Photo Source: Erik Laursen, New Covenant Missions
Map Source: People Group location: IMB. Map geography: ESRI / GMI. Map design: Joshua Project.
|Primary Religion:||Ethnic Religions|
|Christian Adherents:||0.30 %|
|Online Audio NT:||No|
|Affinity Bloc:||Sub-Saharan Peoples|
The Lobi-Wala occupy the Black Volta region where the countries of Ghana, Ivory Coast, and Burkina Faso meet. They actually form two separate groups: the Lobi (named for their language), and the Wala (named for the area, Wa, in which most of them live). Because the Lobi and Wala share many similarities in language, location, history, and culture, researchers often group them as one people: the Lobi-Wala. Both groups speak their own dialect of the Gur language, which belongs to the Niger-Congo language family.
In the 1600s, the Wala lived in Mamprusi and established control over the Dagari and Lobi peoples. They settled in Wa, northwestern Ghana. In the late 1700s, the Lobi migrated from Ghana to their present location due to pressure from larger groups in the area. The Lobi-Wala continue to migrate today, but to a lesser extent, either for better land or to find jobs in the cities. Because of continued invasions and raids from other groups, the Lobi-Wala developed their characteristic fortress-type houses and poison arrow weapons. They remain an aggressive people.
The Lobi-Wala are primarily farmers who migrate continually in search of adequate farm land. They raise cereals such as sorghum, millet, and maize, as well as yams, squash, beans, peppers, and a little rice. They sell some of their crops in local markets, especially sorghum beer. Most families also raise cattle, sheep, goats, and chickens. Wage-paying jobs have recently attracted some of the Lobi-Wala to parts of southern Ghana or Ivory Coast.
On the farms, men do most of the work in the fields, but women help with the planting and harvesting. Women cultivate their own vegetable gardens, collect forest products, gather firewood, and haul water. They also prepare the meals and make the beer. Both men and women build the houses.
The Lobi-Wala live in village settlements that consist of several compounds. The settlements are widely scattered in order to leave room for farming and for each family's herds. Larger bush farms are located farther away from the settlements.
Children are cared for by their mothers and are breastfed until they can walk. At that time, children are considered to have become human and are entitled to a proper burial. Toddlers are cared for by their older sisters. Young girls play house around the compounds and sometimes help their mothers carry water or grind cereals. The boys help their fathers herd the cattle. Lobi girls, unlike girls from other tribes in the region, may also help their fathers and brothers with the herding.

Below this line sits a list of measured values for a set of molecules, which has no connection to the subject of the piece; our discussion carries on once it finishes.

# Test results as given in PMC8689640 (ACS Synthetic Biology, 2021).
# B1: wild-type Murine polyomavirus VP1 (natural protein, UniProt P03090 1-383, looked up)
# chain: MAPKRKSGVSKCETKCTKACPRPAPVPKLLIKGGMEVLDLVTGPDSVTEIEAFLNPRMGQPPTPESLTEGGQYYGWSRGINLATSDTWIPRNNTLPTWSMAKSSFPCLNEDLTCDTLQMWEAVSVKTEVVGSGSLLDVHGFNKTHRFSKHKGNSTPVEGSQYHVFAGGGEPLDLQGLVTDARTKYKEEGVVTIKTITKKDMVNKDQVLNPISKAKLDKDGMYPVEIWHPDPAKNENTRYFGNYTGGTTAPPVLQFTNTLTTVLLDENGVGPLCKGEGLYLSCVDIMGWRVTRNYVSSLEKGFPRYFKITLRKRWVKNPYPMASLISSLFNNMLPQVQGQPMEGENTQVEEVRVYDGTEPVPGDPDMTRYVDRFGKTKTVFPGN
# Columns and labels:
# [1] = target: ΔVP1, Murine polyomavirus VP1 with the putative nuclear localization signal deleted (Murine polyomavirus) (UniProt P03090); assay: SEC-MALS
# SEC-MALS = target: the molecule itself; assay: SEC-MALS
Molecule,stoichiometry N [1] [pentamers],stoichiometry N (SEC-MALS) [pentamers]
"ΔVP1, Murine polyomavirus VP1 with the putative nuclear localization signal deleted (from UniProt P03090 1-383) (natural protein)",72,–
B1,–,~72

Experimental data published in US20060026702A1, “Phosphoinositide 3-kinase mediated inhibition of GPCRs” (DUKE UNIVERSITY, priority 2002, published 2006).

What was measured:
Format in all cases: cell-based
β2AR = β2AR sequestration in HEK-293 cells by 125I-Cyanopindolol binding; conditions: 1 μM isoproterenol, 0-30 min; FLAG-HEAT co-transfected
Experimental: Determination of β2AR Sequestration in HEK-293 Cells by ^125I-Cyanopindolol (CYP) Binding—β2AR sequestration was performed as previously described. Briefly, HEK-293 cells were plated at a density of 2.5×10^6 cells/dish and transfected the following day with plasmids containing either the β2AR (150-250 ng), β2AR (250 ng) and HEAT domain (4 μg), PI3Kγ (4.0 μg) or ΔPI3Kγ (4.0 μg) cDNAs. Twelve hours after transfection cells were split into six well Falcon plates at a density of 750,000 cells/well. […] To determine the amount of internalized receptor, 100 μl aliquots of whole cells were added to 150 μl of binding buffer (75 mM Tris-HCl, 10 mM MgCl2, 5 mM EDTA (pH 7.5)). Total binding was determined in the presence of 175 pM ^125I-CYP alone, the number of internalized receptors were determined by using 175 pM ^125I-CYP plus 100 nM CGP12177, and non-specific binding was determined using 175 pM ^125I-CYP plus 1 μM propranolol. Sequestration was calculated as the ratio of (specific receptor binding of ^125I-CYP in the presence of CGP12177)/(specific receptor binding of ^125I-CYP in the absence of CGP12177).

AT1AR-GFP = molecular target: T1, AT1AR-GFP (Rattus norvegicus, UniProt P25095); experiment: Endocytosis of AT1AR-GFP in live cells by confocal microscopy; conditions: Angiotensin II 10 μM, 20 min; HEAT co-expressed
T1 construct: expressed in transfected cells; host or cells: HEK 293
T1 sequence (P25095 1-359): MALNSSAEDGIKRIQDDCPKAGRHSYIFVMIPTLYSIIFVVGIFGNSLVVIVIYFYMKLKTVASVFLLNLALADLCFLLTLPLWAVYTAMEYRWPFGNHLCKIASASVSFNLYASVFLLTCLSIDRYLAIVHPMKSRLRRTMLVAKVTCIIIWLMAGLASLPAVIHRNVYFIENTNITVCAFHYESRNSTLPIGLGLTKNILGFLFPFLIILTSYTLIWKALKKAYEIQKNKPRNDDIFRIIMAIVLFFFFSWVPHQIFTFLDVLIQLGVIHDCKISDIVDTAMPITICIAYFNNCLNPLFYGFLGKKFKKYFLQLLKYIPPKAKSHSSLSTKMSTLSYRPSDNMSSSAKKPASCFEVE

Various ceremonies are held each year at the household shrines. For instance, at the end of the farming season, the abundance of grain is celebrated with dancing. Ceremonies also accompany events such as births, marriages, and deaths. The most important ceremonies, however, center on initiations into secret societies.
The Wala are noted for their expert xylophone players who perform at funerals and dances, while the Lobi are noted for their mask-making abilities. Both groups carve ancestor shrines, animals, gods, and stools.
A majority of the Lobi follow their traditional animistic beliefs (belief that non-human objects have spirits), while most of the Wala have partially adopted the dominant religion of the area: Islam. Their "conversion" occurred in the eighteenth century when Dyula Muslim traders were absorbed into the Wala state and began to speak Wali instead of their Mande language. The Muslim Dyula subsequently became part of the Wala group and brought Islam with them.
The non-Muslim Wala have beliefs and practices that are very similar to those of the Lobi. The animistic religion of these groups is centered on deceased ancestors and objects of nature, both of which are worshipped. The earth is believed to watch over the community and bring fertility to the soil. The spirits of the ancestors are thought to watch over the lineage and to be involved with household matters. The people believe that these ancestral spirits need to be fed and cared for. The spirits are said to become hungry and dissatisfied when they are not properly appeased, turning into evil spirits. The animists also believe that spirits in animals and objects can be "caught," after which time a shrine is built in their honor.
Although the Lobi-Wala have the New Testament written in their language, very few have become Christians. Most of them have never yet heard a clear presentation of the Gospel message. Increased missions efforts, additional laborers, Christian broadcasts, and evangelistic literature are greatly needed to effectively reach the Lobi-Wala with the Gospel. However, prayer is the first step toward seeing them reached.
Ask the Holy Spirit to grant wisdom and favor to missions agencies focusing on the Lobi-Wala.
Ask God to raise up additional long term missionaries to join the few who have already responded.
Pray that signs and wonders will follow the Lobi-Wala believers as they share Christ with their own people.
Ask God to raise up prayer teams who will begin breaking up the spiritual soil of West Africa through intercession.
Ask the Lord to raise up strong local Christian fellowships among the Lobi-Wala.